Was Robin Hood a real historical figure? Here are four figures that might have been the basis of the legend.
Familiarity with 14th-15th century English military archery is crucial to understanding the Robin Hood mythology and the historicity of the outlaw himself.
14th century English outlaw was vastly more violent and cruel than the myths would have us believe
This series will seek to delve into the history behind the legends and to investigate the critical questions that they raise: who was the real Robin Hood?
The legend of Robin Hood has him and his Merry Men based in Sherwood Forest. But a closer look at the medieval tales suggests his hiding place was in a different forest.
With dozens of adaptations of the medieval tale of Robin Hood in film, could this latest one offer viewers something new? More importantly, is it any good?
The legend of Robin Hood has been part of the English cultural landscape for over six centuries, evolving from the yeoman outlaw of the earliest surviving texts to the dispossessed nobleman that we recognise as his more recent incarnation.
Over the holiday season, Southwark Playhouse is presenting their reinterpretation of The Ballad of Robin Hood.
Robin Hood has enthralled generations of readers and movie goers. This English outlaw-hero has become of symbol of freedom against tyranny, stealing from the rich to give to the poor. But who was Robin Hood? How much is grounded in myth and how much is reality?
My book review of Robin Hood tale, Arrow of Sherwood by Lauren Johnson.
All four films entirely reject the setting for the legend given by the early/scholarly tradition. All four are set firmly and unmistakably in or just after the reign of Richard I (1189-99), either during Richard’s absence on Crusade, or (Marian alone) just after his death at Chaluz.
The legend was clearly not the only work of popular culture in what I propose as the long fifteenth century, but it does serve as a very useful representation for examining the growth of Englishness.
Examining the Middle Ages through modern eyes: movies, TV, stage, tourism and books. How do we perform the Middle Ages?
By Danièle Cybulskie When we think about Robin Hood these days, we have him firmly placed in Sherwood Forest, outside of Nottingham, in…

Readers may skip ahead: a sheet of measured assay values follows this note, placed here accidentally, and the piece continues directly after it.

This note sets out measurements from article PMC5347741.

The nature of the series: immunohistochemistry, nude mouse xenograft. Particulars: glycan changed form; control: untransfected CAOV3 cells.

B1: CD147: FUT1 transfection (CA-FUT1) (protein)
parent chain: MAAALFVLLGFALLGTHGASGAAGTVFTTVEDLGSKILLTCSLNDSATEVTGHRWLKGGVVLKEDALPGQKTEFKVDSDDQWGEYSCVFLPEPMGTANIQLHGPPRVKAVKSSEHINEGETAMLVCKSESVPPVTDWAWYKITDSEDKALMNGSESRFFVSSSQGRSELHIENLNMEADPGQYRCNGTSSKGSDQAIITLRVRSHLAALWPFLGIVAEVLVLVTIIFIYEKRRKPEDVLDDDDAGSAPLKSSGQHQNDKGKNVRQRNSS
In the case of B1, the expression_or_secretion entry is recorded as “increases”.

Winner of the University of Chicago’s National Guild of St. Margaret of Scotland Prize for the best BA paper on a medieval topic
This thesis examines the significance of the Virgin Mary in England between the late fifteenth century and early sixteenth century. The primary sources selected indicate the variety of ideas circulating about her during this period. Strictly religious texts such as the Bible and early Christian writings ground Late Medieval beliefs about Mary in their historical context.
A recurring theme in several medievalist crime novels is the subject of outlaws. They are used to create ambience, they can be the adversary and main threat to the protagonists, they can be cast in somewhat more heroic roles, and they are sometimes essential to the plot.
Three different medievalist narrative styles have been identified for the purposes of this volume, Medieval in Motion: modernist medievalism, post-modernist medievalism and neo-medievalism.
Modern assumptions about medieval justice still tend to see this process of amelioration as merely occasional and exceptional: mercy needed to be applied only where special circumstances made it inappropriate to apply the full rigours of the law. This, however, is seriously to misunderstand both the purpose and the pervasiveness of mercy in the operation of medieval justice.
This study begins with an examination of Robin Hood as he appeared in popular media from the fourteenth century through the twenty-first century.
The linked themes of deception and impersonation have played a key role in the literary tradition of Robin Hood since its medieval inception.
The medieval English forest has long been a space of contested legal meanings. After King William I first created the 75,000-acre New Forest, the English monarchy sought to define the vert, both legally and ideologically, as a multiplicity of sites in which the king’s rights were vigorously enforced.
While some Robin Hood books are clearly intended for young readers, others blur the boundaries, sometimes in ways we can applaud, since they help break down artificial boundaries dividing fiction for children from that for adults.
The English North is “Not London” but is “before Scotland,” a strangely liminal space between the familiar
South and those undesirables north of the River Tweed.